Our first algorithm implementations Meet Me were foundationally heuristic, only later coming to incorporate machine learning. We describe a progression of algorithms before outlining the challenges we encountered. These challenges arose not only from our approach to machine learning,
but also from our system architecture, a traditional serviceoriented web application, the layout and data flows of which
are shown in Figure 2.
2.2.1 Heuristic Algorithms
An important early recommendation algorithm employed
a patented approach [30] deriving inspiration from PageRank [29]. Ours may be the first commercial application
of PageRank to social data, though Twitter also described
2061
2.2.2 Machine Learning
We continue to believe that heuristics are a good way
to start building recommendation engines, they test our
problem understanding and can lead to good user experiences even with simple implementations. However, limited
back-testing ability drives excess need for production experiments, and as the number of parameters rises it becomes increasingly awkward to reason about how to tune
them manually. When we saw gains from heuristic improvements plateau we began to incorporate machine learning
techniques, pursuing a promise of scaling to greater model
complexity.
We chose to implement an SVM-based classifier predicting
p(vote+
a→b |votea→b ) from a broad range of user details, not
only age, gender and location, but also behavioral measures
reflecting activity in sending and receiving friend requests
and messages. We also included Meet Me activity, profile
characteristics such as photos, schools, profile completeness,
time since registration, profile viewing behavior, number of
profile views received, ethnicity, religion, languages, sexual
orientation, relationship status, and expressed reason for
meeting people. Our approach might roughly be summed
up as using any readily available information as a model feature, a contrast to the deliberate design approach we would
later take.
This combination of machine learning with heuristics led
to some gains at first, but we again soon found progress
faltering. It was particularly troubling that the time between each improvement increased while gains realized in
each decreased. In attempting to introduce new features to
reflect user behavior better we encountered substantial software engineering challenges, including months spent making
changes across multiple services, not only the ranking component but also the web application and database.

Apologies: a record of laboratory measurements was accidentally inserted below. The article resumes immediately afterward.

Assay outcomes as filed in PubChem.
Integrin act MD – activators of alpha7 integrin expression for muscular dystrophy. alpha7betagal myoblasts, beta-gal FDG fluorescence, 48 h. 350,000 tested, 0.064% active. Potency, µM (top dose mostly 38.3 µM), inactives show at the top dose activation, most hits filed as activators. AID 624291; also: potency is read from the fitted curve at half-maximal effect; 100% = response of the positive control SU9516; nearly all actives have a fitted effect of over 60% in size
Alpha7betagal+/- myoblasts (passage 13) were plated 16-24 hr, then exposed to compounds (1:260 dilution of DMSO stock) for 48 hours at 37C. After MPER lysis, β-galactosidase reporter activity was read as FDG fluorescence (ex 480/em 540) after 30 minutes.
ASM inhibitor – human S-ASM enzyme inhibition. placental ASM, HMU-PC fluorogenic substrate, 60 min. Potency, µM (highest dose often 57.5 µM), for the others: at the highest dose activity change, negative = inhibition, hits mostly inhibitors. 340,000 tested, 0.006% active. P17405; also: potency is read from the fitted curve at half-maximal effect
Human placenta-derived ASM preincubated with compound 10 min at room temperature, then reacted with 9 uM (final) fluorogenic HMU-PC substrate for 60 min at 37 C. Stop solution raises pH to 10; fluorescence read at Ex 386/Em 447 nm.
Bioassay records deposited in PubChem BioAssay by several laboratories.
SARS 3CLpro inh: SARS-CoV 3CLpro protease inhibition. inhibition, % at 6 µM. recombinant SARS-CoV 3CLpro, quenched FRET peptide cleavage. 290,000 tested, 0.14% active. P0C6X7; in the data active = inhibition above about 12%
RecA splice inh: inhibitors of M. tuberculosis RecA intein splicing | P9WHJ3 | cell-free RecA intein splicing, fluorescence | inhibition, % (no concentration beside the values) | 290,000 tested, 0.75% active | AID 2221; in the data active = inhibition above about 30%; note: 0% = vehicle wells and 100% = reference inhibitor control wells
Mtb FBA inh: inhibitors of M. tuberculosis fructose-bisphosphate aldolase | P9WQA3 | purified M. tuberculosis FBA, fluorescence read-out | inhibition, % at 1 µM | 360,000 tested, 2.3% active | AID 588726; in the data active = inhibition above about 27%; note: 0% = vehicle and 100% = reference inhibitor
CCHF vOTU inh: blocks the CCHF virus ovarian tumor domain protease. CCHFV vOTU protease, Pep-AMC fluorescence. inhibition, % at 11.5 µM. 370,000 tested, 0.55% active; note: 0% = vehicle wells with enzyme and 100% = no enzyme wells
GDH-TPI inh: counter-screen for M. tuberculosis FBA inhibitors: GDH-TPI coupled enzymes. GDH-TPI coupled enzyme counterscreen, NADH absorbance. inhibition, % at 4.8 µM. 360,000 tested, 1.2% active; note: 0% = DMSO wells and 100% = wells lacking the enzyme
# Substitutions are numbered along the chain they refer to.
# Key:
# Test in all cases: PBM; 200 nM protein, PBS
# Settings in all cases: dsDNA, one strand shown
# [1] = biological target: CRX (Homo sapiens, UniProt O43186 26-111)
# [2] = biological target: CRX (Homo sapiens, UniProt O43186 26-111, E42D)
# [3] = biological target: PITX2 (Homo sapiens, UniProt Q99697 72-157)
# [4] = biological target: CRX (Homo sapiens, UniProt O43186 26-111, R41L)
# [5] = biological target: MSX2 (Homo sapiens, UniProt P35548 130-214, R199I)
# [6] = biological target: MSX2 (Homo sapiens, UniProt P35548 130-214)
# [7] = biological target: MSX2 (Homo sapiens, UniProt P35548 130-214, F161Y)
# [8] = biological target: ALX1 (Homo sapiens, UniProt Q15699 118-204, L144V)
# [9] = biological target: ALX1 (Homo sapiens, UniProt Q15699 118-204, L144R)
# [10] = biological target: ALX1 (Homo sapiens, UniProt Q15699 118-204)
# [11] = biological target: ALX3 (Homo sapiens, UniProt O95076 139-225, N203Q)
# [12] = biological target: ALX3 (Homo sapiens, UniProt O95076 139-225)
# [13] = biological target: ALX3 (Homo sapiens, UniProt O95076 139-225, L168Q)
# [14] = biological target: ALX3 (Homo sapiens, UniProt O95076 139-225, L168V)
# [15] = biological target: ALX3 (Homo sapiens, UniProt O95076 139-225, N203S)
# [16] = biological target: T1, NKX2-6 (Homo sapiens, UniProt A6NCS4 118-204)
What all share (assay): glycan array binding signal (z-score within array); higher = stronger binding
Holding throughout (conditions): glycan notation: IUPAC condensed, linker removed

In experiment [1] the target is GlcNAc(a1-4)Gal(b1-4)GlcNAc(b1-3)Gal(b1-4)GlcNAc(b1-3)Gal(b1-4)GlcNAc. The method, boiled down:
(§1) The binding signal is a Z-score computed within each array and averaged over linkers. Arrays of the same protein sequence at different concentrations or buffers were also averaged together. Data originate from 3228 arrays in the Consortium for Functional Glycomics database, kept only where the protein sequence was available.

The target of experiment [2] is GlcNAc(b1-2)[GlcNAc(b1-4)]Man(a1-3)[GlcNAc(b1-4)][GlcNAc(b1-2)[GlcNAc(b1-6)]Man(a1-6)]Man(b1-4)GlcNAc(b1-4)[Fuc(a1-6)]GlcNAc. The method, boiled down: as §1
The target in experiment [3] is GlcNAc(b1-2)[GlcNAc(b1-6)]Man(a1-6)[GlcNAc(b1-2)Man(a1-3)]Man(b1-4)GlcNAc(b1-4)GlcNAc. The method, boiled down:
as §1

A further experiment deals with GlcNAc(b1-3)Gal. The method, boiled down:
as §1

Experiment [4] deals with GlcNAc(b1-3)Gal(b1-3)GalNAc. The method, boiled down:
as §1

Among challenges we identified were the following:
Figure 3: Training data consists of feature snapshots from
the application database and outcomes occurring between
them. These models are unable to capture feature variation between snapshots, and using real-time data in production introduces an inconsistency between model training and
model deployment.
• Lack of separation between domains: We relied
on computing features mostly in application code, creating a tight coupling between our recommendation
system and our general business logic. We also mixed
in-application feature computations with in-database
computations expressed as SQL, furthering complex
couplings.
• Limited ability to backtest: While we used training and cross-validation techniques in development of
an SVM classifier, our recommendations remained dependent on a number of heuristic rules with tunable
parameters. Our only path to tuning such parameters
was through production experiments.
• Limited problem insight: Ad hoc data exploration
and focus on statistical measures of performance left
data scientists without a strong sense of user experience and, therefore, without the intuition necessary for
breakthrough improvements.
• Long deployment cycles: Any algorithm changes
required writing a large amount of software: SQL to
extract historical data, Java code in models, Java code
for processing real-time updates, often PHP code and
more SQL to change how data was collected. For live
experiments we also needed to consider how new and
old implementations would coexist in production.
• Limited ability to collaborate: We lacked a clear
path to combine the efforts of multiple data scientists.
We had only limited ability to deploy concurrent experiments, and the cost and complexity of implementing new features strained engineering bandwidth.
• Limited feature transformations: For the most
part our classifier relied on features already available
in the application, or those readily queried from the
production database. These features represented data
useful for display or for business logic, not necessarily
for predictions. We lacked a simple and well-defined
path for introducing new features, one with less overhead, one requiring effort commensurate to the complexity of the new feature rather than to the complexity of the architecture.
With so many challenges, we were lucky to have production experiments providing a safety net, protecting us